Tough year ahead for bullion

Looking ahead, the outlook for gold looks lacklustre. Surging dollar will maintain downward pressure on gold.
CP Krishnan        Print Edition: January 2015
Tough year ahead for bullion
CP Krishnan, whole-time director, Geofin Comtradehealth

CP Krishnan, whole-time director, Geofin Comtradehealth
CP Krishnan, whole-time director, Geofin Comtradehealth
Though equities have performed well during the year, the commodities market has been under the bearish grip, held back by a strong dollar and weak demand. Bullion, crude oil, base metals like copper and lead and agricultural commodities (barring few oil seeds and spices) dropped significantly throughout the period. After delivering consistent returns till 2013, gold lost its momentum following signs of the US economic revival that lifted the dollar to multi-year highs. A strong greenback makes the dollar-denominated gold more expensive for the holders of other currencies, declining its appeal as a hedge. Reduced physical and investment demand also pushed the metal south.

Gold was hovering near its four-and-a-half year-low in November, while silver tumbled to its weakest since 2009. Bullion has been under pressure ever since the speculation on tightening of the US Federal Reserve's monetary policy has been running around. Off late, the US economy has been gaining traction. Economic indicators are signaling a positive economic outlook for the country. The second release of the US third quarter GDP had beat expectations and showed the economy grew 3.9% on an annualised basis. Overall, a greener outlook on the US economy has taken the shine off the yellow metal.

Moreover, the US Fed's increased confidence on the nation's economic recovery, which resulted in wrapping up the QE and speculations adrift in the market over raising the benchmark interest rate, saw the dollar shooting up. Dollar Index, which has an inverse relation with precious metal, surged to a four-year high, pressurising gold to move south.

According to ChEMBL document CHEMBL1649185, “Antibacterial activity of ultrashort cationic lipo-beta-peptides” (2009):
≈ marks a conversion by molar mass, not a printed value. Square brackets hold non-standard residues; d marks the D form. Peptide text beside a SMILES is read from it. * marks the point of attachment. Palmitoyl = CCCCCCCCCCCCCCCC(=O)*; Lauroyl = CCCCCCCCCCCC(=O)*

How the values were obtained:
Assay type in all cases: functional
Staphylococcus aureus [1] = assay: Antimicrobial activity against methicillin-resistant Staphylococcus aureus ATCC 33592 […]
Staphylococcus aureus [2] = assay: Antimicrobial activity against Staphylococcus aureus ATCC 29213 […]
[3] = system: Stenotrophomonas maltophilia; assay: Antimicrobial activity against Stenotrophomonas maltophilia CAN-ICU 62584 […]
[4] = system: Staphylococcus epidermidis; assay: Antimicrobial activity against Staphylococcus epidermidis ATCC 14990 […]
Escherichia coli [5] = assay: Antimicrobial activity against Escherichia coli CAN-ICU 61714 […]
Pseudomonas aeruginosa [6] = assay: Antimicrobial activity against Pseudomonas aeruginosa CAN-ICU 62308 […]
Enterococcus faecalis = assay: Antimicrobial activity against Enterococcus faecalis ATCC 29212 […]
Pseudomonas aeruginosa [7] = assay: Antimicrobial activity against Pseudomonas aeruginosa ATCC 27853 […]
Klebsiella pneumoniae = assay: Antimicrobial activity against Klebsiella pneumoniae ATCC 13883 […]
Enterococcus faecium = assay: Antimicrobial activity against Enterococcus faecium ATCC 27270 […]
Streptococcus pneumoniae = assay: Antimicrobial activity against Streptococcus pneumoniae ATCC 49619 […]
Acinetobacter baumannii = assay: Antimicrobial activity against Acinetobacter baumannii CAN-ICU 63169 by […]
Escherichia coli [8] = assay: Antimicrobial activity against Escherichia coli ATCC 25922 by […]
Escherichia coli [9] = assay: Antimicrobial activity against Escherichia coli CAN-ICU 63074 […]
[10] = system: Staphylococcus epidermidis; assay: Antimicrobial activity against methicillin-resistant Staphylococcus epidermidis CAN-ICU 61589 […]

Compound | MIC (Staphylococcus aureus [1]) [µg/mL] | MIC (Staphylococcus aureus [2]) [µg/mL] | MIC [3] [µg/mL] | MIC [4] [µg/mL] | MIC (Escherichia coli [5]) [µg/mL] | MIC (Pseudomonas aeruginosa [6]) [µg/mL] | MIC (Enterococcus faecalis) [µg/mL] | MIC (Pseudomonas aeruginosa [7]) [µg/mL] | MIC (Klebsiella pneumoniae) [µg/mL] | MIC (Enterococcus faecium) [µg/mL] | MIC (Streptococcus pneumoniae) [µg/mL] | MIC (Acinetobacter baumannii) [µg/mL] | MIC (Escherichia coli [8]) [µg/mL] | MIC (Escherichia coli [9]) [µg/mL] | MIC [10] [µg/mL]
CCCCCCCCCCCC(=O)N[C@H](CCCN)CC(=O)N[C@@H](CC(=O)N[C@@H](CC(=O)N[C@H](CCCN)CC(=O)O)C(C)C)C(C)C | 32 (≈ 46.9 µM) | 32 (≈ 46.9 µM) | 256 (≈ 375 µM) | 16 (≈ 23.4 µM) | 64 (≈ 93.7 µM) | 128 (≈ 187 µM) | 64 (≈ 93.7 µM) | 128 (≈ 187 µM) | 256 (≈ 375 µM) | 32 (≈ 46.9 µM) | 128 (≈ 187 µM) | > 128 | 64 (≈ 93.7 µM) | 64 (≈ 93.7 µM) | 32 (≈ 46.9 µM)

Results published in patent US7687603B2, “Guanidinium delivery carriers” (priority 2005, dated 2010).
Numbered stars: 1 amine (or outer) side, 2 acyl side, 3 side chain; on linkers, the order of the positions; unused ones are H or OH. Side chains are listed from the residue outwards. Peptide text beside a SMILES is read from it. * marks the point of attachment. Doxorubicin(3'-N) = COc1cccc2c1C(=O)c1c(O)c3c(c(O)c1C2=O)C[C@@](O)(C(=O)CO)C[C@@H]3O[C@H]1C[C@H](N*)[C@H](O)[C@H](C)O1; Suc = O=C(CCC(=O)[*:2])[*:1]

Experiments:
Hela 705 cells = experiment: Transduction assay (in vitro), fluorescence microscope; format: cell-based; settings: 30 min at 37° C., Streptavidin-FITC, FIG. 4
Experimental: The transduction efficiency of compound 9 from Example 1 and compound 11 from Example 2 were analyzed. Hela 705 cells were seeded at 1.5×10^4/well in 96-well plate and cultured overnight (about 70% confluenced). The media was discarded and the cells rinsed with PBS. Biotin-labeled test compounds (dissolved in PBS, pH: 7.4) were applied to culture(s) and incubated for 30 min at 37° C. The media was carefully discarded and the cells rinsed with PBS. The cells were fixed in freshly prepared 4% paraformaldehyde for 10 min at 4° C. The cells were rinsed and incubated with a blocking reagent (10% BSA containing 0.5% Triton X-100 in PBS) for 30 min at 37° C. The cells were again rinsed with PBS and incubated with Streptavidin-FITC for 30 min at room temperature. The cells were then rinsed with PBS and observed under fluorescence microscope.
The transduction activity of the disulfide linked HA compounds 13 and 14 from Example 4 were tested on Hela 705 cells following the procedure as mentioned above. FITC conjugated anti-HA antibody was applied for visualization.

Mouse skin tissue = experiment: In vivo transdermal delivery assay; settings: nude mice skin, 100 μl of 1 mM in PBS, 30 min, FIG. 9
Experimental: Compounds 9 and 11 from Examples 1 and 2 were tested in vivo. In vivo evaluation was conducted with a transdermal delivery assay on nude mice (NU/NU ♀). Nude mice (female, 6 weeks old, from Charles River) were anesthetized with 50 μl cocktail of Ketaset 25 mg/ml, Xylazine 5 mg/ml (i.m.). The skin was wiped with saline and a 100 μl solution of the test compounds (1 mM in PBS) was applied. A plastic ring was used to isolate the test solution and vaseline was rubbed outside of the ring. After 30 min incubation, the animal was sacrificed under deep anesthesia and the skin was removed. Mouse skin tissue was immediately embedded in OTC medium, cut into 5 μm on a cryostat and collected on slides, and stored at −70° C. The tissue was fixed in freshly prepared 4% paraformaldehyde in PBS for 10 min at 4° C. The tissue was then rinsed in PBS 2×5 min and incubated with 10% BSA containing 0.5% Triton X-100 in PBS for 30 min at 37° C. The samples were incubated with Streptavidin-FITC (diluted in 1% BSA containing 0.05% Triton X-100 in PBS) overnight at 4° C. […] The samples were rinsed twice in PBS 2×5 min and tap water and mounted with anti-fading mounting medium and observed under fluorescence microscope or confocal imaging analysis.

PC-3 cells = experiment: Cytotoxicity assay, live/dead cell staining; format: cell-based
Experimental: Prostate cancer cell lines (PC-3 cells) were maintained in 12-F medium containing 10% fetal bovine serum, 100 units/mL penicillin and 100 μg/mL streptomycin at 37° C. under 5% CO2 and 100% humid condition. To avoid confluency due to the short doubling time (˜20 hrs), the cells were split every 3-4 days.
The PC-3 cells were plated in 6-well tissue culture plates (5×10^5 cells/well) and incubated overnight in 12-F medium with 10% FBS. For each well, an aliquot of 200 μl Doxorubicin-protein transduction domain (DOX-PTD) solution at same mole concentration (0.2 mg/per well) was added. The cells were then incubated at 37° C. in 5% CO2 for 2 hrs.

Crude oil tanked to five-year lows after the Organisation of Petroleum Producing Countries (OPEC) refrained from lowering output. While the sharp decline in crude oil prices is favourable for the global economy, it dimmed the inflation hedge appeal of gold. Also, the Swiss voters rejecting a referendum on November 30 that would have required the Swiss National Bank to maintain at least 20% of its assets in gold added to the bearishness in the yellow metal. If approved, it would have required to purchase 1,500 tonnes of gold over five years. The commodity received little help from the demand front too. SPDR gold trust, world's largest gold exchange traded fund, saw its holding fall to 718.82 metric tonnes, the lowest since September 2008.

According to the World Gold Council report, global gold demand fell to its lowest in nearly five years in the third quarter of 2014. The total demand declined 2% to 929 tonnes as Chinese buying slid a whopping 39%. Still, there was a jump in demand from India, especially jewellery, which rose 60% in the third quarter on a year-on-year basis on seasonal demand.

In the meantime, India relaxed its stringent gold import norms last week. The government scrapped so called '80:20' scheme, wherein 20 units had to be exported for every import of 100 units. While this move is potentially positive for the market, it seems to have failed to lend the required support for gold.

Looking ahead, the outlook for gold looks lacklustre. Surging dollar will maintain downward pressure on gold. Expectations of monetary tightening in the US and extra-loose monetary policy elsewhere will probably fuel the up-run in US dollar that would continue to undermine appeal of the gold as an alternative and safe haven asset. Softening demand from China, one of the major consumers of gold too could hurt prices. However, even as markets may see some more downside, worries over global economic growth, geopolitical tensions and easing import norms by India could help the market.

Though we are witnessing a recovery in the US economy, the global economic health remains a major concern. Economic growth in Japan, Eurozone, China and other leading economies has been lagging. Also, markets will be closely tracking economic indicators from the US to assess if the current economic growth momentum is intact. Despite the fact that low crude oil prices are positive for the economy, the free fall in oil prices have made market wary over the global economic Comtradehealth. Moreover, further declines in gold prices will threaten the sustainability and operation of gold mines as the cost comes about $1,300 an ounce.


Looking ahead, gold is likely to trade with a broad negative bias as the prevailing fundamentals restrict a sharp recovery. On the international front, a congested trading inside $1,080-1,275 an ounce is expected initially, but, breaking any of the sides would suggest fresh direction of the yellow metal. Meanwhile, on the domestic market, a volatile rupee and concerns over government intervention on gold import perhaps weighed on the sentiments. The outlook of silver will also remain the same. Major rallies are least anticipated unless breaking the stiff resistance of Rs 43,000 in the domestic market. Meanwhile a short term recovery may be seen in the international prices if it convincingly trades above $18 an ounce.

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